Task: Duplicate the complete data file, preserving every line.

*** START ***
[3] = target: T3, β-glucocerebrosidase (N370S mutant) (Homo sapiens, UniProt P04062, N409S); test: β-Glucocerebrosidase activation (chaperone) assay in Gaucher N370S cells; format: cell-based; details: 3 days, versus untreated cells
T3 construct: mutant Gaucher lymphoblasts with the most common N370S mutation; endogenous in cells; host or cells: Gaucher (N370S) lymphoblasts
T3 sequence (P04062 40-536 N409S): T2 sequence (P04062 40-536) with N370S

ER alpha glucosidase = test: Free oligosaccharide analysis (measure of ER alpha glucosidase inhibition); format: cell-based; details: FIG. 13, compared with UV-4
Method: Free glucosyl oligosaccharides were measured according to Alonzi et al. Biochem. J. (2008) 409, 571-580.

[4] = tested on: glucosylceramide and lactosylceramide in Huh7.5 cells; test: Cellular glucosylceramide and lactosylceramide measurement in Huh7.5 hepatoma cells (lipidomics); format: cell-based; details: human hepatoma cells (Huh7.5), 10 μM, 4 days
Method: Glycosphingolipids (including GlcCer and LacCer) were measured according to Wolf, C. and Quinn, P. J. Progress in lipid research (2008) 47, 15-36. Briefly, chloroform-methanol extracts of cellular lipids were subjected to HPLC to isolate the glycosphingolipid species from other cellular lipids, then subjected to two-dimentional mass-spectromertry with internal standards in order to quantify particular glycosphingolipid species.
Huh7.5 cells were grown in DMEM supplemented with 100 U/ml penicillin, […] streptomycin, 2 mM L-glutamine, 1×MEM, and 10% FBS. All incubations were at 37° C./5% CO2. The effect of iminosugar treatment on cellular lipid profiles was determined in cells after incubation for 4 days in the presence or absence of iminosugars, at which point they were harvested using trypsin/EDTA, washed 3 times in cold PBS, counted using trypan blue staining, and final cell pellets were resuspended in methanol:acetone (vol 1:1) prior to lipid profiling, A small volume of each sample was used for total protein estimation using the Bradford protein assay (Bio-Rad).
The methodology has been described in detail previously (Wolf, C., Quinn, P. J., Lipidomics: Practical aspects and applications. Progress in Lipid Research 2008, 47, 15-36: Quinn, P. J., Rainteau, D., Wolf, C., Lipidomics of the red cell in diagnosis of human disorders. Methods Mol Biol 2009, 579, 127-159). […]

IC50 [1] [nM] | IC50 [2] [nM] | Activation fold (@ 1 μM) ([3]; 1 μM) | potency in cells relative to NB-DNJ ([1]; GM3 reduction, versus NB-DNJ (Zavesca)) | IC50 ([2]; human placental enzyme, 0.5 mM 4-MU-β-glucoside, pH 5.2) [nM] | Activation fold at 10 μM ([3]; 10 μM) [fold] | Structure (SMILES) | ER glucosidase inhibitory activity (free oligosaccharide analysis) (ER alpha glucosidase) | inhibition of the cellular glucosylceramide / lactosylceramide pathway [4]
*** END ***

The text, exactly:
[3] = target: T3, β-glucocerebrosidase (N370S mutant) (Homo sapiens, UniProt P04062, N409S); test: β-Glucocerebrosidase activation (chaperone) assay in Gaucher N370S cells; format: cell-based; details: 3 days, versus untreated cells
T3 construct: mutant Gaucher lymphoblasts with the most common N370S mutation; endogenous in cells; host or cells: Gaucher (N370S) lymphoblasts
T3 sequence (P04062 40-536 N409S): T2 sequence (P04062 40-536) with N370S

ER alpha glucosidase = test: Free oligosaccharide analysis (measure of ER alpha glucosidase inhibition); format: cell-based; details: FIG. 13, compared with UV-4
Method: Free glucosyl oligosaccharides were measured according to Alonzi et al. Biochem. J. (2008) 409, 571-580.

[4] = tested on: glucosylceramide and lactosylceramide in Huh7.5 cells; test: Cellular glucosylceramide and lactosylceramide measurement in Huh7.5 hepatoma cells (lipidomics); format: cell-based; details: human hepatoma cells (Huh7.5), 10 μM, 4 days
Method: Glycosphingolipids (including GlcCer and LacCer) were measured according to Wolf, C. and Quinn, P. J. Progress in lipid research (2008) 47, 15-36. Briefly, chloroform-methanol extracts of cellular lipids were subjected to HPLC to isolate the glycosphingolipid species from other cellular lipids, then subjected to two-dimentional mass-spectromertry with internal standards in order to quantify particular glycosphingolipid species.
Huh7.5 cells were grown in DMEM supplemented with 100 U/ml penicillin, […] streptomycin, 2 mM L-glutamine, 1×MEM, and 10% FBS. All incubations were at 37° C./5% CO2. The effect of iminosugar treatment on cellular lipid profiles was determined in cells after incubation for 4 days in the presence or absence of iminosugars, at which point they were harvested using trypsin/EDTA, washed 3 times in cold PBS, counted using trypan blue staining, and final cell pellets were resuspended in methanol:acetone (vol 1:1) prior to lipid profiling, A small volume of each sample was used for total protein estimation using the Bradford protein assay (Bio-Rad).
The methodology has been described in detail previously (Wolf, C., Quinn, P. J., Lipidomics: Practical aspects and applications. Progress in Lipid Research 2008, 47, 15-36: Quinn, P. J., Rainteau, D., Wolf, C., Lipidomics of the red cell in diagnosis of human disorders. Methods Mol Biol 2009, 579, 127-159). […]

IC50 [1] [nM] | IC50 [2] [nM] | Activation fold (@ 1 μM) ([3]; 1 μM) | potency in cells relative to NB-DNJ ([1]; GM3 reduction, versus NB-DNJ (Zavesca)) | IC50 ([2]; human placental enzyme, 0.5 mM 4-MU-β-glucoside, pH 5.2) [nM] | Activation fold at 10 μM ([3]; 10 μM) [fold] | Structure (SMILES) | ER glucosidase inhibitory activity (free oligosaccharide analysis) (ER alpha glucosidase) | inhibition of the cellular glucosylceramide / lactosylceramide pathway [4]